The Gaithers' 2003 Praise Gathering was not what I expected. The first surprise was the radical ecumenism of sound. As it turns out, the Gathering's five-hour evening concerts are not praise-chorus extravaganzas. Nor are they Southern gospel hymn fests. Those stereotypes were laid to rest in the first 15 minutes as a rocking swing band called Denver and the Mile High Orchestra took the stage with a unique compliment of horns and electric guitars.
This was an arts festival. There was Southern gospel, but there was also just about everything else. The vocal harmonies of a college glee club (Voices of Lee) were still hanging in the air as squeals of feedback announced the presence of Latin rockers El Trio de Hoy. A 20-minute classical ballet was sandwiched between a bluegrass group and a powerhouse performance by pop star Natalie Grant. If you didn't like the formal liturgical stylings of Christ Church choir, well then how about the hip-hop groove of Out of Eden?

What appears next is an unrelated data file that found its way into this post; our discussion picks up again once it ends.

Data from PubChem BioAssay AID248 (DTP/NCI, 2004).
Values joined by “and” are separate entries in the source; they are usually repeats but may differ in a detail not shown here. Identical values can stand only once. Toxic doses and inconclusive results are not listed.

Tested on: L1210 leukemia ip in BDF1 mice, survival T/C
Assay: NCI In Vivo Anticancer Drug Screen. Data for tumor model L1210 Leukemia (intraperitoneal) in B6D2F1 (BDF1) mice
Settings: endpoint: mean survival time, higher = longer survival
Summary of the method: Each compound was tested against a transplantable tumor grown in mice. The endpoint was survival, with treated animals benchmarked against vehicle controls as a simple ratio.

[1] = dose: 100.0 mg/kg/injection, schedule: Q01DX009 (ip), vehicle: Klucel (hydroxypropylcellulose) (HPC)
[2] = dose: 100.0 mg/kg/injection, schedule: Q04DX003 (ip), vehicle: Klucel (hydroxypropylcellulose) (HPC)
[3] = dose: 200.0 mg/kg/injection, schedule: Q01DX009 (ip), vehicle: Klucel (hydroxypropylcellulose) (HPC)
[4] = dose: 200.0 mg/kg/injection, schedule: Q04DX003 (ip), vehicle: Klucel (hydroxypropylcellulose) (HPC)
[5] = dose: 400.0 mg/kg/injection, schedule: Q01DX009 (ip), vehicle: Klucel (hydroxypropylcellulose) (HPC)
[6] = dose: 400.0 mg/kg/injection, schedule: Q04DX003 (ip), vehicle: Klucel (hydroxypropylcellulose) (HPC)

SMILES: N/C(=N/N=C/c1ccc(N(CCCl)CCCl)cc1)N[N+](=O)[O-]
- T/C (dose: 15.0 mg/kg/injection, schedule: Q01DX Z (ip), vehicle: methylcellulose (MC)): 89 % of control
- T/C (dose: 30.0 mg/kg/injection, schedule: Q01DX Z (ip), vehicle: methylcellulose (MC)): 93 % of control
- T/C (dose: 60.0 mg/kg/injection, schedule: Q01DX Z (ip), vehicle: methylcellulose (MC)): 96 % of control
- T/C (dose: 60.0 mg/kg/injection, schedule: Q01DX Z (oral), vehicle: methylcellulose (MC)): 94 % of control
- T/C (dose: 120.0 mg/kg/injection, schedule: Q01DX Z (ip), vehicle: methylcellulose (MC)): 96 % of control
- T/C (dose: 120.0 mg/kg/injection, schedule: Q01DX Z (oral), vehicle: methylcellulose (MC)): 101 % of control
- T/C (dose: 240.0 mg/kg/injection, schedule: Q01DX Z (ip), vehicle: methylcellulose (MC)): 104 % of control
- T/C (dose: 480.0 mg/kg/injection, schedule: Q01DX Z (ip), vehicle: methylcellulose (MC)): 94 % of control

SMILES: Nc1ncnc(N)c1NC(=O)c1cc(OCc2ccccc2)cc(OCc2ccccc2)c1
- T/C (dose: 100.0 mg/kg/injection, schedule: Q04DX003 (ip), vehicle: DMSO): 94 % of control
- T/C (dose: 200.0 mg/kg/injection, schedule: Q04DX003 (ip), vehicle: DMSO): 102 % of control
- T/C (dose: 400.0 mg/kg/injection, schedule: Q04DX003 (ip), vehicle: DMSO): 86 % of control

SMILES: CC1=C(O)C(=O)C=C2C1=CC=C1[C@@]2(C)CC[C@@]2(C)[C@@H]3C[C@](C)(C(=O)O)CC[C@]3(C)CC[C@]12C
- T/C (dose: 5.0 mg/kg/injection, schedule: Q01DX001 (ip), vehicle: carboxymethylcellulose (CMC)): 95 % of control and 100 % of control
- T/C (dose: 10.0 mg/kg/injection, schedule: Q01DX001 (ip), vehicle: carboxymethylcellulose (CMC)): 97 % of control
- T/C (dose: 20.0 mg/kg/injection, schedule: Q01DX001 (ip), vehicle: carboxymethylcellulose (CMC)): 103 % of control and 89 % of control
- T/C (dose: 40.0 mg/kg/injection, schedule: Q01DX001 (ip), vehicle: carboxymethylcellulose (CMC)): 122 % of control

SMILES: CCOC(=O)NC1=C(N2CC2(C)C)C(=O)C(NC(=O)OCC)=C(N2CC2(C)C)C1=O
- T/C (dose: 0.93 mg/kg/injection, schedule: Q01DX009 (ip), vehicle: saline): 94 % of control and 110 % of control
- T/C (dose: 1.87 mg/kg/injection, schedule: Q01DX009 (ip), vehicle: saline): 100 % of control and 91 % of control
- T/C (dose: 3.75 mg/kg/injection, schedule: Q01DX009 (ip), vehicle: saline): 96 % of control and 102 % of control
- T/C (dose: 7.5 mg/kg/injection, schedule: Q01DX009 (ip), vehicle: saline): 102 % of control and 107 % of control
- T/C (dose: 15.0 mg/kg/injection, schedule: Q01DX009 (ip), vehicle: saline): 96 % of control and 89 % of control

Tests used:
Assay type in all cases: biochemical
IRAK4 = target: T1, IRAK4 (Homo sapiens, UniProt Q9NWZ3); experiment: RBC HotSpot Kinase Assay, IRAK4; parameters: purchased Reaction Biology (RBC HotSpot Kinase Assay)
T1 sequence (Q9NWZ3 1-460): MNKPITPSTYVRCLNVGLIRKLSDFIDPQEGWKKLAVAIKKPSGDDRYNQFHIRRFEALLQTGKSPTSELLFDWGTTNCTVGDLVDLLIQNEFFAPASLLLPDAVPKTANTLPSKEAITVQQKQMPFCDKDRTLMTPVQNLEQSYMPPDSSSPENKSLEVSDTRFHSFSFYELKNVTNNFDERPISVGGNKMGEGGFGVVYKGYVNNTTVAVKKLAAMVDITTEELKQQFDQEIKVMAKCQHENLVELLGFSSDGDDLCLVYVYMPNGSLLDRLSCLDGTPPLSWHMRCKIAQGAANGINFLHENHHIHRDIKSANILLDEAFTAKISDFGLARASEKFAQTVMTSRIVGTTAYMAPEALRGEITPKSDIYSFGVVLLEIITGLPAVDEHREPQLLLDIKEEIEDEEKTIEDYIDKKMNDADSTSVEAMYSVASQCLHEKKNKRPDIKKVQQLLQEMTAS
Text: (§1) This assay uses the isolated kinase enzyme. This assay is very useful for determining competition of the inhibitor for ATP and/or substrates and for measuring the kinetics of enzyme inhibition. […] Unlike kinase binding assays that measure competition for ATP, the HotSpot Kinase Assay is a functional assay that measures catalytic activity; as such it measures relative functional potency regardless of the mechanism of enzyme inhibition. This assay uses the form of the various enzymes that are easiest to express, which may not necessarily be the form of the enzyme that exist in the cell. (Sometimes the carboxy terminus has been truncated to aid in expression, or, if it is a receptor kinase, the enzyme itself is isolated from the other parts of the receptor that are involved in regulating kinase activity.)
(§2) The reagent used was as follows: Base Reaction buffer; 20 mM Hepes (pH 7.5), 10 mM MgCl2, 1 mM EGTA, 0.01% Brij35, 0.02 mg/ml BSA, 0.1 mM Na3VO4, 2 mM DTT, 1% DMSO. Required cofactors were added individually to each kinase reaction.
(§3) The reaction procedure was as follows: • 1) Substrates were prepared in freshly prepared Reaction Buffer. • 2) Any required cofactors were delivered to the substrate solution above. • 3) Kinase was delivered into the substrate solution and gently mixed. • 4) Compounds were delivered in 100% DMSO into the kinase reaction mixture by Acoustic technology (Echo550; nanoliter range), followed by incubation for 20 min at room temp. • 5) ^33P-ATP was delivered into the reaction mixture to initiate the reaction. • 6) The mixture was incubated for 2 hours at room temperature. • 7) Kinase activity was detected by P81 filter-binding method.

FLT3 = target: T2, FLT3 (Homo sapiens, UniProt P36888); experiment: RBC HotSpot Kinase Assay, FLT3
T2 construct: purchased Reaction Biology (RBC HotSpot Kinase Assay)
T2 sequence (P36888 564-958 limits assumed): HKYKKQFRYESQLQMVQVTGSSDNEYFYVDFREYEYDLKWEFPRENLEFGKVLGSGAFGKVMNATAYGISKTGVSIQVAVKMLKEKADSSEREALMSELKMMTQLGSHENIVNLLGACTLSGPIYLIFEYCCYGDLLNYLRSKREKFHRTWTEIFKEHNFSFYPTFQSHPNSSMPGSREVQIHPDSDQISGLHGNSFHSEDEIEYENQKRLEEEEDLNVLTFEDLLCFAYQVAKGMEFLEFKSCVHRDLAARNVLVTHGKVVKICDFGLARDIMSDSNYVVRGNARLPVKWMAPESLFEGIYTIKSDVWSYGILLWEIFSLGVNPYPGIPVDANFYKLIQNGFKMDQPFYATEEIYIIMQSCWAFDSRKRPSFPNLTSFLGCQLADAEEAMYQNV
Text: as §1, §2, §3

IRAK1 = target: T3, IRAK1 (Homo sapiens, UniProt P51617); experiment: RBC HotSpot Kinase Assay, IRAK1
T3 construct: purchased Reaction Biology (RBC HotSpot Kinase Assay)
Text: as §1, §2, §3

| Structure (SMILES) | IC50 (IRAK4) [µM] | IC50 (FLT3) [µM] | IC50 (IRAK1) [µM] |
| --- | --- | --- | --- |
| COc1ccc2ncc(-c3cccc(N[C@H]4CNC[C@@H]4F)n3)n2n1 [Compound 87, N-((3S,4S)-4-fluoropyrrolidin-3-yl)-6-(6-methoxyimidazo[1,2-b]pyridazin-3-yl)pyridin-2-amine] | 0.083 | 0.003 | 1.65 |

There was something for everybody but, more to the point, there was everything for everybody.
"If we don't make musical schizophrenics out of you, we haven't done our job," Gaither announced. He told me privately that he began these events 29 years ago because a lot of gospel fans—people who liked his music—needed to have their horizons expanded. It struck me that this original goal was now sometimes being fulfilled in reverse: the Praise Gathering introduces fans of Christian pop to samples of the gospel music with which Gaither himself remains best associated.
Still, what impressed me most about the Praise Gathering required a moment's reflection. We had no program for the event, no advance list of performers for any of the nights. Few people seemed to know that CCM ...1
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